A 15-year-old female presented in April 2011 with a two-year history of intermittent headache, frequent vomiting, and decline in school performance. Her headaches worsened significantly the month prior to presentation with new onset of photophobia and daily vomiting. A computed tomography (CT) scan of the head revealed a mass of the posterior fossa with secondary obstructive hydrocephalus. Magnetic resonance imaging (MRI) revealed that the mass extended through the region of the lateral recess of the fourth ventricle on the left into the cerebellar pontine angle cistern (Figure 1). It compressed the fourth ventricle and appeared to involve the brainstem and cerebellar regions. Two non-enhancing foci of signal abnormality showing restricted diffusion were also noted. One was located in the right parietal lobe and the second involved the medial left temporal lobe near the tentorial notch. The lesion affecting the medial left temporal lobe was interpreted to be a focus of ischemia/edema related to slight transtentorial herniation secondary to hydrocephalus. The lesion in the right parietal lobe, on the other hand, was thought to represent either a leptomeningeal metastatic deposit via cerebrospinal fluid (CSF) seeding or a parenchymal metastasis.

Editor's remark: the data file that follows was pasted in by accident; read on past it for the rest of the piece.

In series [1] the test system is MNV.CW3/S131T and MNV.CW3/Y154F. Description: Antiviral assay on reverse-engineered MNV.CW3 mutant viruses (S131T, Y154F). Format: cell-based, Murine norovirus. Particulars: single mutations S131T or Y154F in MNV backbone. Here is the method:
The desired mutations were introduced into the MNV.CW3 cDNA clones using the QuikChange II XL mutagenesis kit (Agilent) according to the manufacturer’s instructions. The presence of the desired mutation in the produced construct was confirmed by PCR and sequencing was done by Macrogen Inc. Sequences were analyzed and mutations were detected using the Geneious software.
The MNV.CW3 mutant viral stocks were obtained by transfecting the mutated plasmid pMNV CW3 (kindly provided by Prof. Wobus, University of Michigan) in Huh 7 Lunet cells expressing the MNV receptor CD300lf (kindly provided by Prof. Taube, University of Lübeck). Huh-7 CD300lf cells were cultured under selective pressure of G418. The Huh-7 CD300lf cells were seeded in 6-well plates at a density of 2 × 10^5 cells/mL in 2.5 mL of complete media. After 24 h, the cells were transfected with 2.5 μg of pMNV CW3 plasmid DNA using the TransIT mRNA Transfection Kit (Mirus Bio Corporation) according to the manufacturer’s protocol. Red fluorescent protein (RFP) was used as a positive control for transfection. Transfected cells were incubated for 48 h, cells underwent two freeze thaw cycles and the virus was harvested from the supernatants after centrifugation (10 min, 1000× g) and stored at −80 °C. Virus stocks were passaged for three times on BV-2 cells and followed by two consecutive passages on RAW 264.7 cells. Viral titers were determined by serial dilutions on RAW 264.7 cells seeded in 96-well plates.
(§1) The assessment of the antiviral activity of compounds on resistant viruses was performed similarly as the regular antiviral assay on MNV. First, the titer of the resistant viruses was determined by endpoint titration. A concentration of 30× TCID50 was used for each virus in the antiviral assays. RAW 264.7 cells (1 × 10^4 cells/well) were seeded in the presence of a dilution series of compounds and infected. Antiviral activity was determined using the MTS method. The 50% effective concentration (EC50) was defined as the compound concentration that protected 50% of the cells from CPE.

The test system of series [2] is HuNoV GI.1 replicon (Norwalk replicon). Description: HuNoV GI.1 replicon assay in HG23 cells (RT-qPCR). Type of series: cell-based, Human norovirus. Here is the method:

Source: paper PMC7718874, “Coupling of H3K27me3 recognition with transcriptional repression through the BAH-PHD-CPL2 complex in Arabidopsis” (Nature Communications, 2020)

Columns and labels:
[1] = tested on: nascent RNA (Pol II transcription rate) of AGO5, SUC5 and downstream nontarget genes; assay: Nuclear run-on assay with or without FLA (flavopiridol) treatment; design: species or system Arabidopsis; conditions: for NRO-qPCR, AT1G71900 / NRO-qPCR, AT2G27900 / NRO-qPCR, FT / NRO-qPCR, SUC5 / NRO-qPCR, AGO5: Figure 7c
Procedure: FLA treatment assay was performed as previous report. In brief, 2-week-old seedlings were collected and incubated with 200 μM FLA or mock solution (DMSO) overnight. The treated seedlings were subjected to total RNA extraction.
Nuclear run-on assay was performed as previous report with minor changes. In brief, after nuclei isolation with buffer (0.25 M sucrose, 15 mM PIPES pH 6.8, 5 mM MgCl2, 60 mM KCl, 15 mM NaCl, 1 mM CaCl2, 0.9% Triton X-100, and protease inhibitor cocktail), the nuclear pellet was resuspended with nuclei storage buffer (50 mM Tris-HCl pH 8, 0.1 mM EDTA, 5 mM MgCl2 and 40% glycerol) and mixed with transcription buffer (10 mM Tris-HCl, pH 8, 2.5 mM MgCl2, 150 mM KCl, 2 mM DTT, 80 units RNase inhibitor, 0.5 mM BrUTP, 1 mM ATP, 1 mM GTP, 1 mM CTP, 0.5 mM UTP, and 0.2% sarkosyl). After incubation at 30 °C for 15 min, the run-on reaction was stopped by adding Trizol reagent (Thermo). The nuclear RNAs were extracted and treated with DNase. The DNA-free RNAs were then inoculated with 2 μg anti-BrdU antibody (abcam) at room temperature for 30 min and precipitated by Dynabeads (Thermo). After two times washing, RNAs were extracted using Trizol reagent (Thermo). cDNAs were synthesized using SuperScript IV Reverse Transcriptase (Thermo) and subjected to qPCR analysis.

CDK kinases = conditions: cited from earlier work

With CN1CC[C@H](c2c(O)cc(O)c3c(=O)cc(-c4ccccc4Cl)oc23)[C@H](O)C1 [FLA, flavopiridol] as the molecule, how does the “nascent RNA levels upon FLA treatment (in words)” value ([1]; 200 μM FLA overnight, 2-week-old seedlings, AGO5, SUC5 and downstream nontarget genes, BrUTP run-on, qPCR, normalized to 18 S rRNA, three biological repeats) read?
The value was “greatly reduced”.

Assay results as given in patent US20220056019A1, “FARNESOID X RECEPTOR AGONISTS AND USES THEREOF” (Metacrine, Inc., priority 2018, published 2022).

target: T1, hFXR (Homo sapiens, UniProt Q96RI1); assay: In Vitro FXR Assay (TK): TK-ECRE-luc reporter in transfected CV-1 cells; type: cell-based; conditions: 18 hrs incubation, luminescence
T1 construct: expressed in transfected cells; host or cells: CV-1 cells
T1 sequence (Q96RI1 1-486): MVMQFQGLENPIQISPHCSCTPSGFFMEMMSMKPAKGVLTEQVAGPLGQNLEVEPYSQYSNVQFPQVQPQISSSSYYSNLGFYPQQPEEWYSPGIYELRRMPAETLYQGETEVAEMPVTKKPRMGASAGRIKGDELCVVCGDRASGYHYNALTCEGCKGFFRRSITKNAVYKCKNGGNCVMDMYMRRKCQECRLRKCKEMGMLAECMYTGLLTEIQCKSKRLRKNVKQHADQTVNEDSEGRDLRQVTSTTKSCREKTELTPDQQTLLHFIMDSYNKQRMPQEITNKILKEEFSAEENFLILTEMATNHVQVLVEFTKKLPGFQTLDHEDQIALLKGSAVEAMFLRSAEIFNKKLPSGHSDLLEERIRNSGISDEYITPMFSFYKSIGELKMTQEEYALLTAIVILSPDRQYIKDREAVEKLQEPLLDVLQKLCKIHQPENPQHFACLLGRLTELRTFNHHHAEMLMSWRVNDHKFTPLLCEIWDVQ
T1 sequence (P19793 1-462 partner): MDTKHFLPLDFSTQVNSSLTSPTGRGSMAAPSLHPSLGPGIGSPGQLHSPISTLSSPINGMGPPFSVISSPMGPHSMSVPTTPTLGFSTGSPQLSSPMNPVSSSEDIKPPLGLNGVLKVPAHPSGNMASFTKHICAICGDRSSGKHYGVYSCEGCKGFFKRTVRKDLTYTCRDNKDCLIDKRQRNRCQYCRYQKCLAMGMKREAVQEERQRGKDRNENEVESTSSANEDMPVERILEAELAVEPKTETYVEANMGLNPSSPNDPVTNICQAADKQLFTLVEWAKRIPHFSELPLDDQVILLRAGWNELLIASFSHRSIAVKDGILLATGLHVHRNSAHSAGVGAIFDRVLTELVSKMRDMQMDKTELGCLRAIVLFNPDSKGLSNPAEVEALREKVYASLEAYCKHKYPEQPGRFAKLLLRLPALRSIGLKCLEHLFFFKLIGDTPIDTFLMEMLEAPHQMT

nuclear-medicine-radiation-enhancing-posterior

Figure 1: Images from the MRI study at presentation showing the enhancing posterior fossa medulloblastoma (A- white asterisk). Axial FLAIR images demonstrating the hyperintense right parietal lesion considered a parenchymal metastatic deposit (B-thin white arrow) and left medial temporal lesion (C–thick white arrow). No enhancement is seen in the right parietal lesion (D-thin white arrow). B=1000 diffusion image (E) and corresponding ADC map (F) demonstrating restricted diffusion in the right parietal lesion (thin white arrow).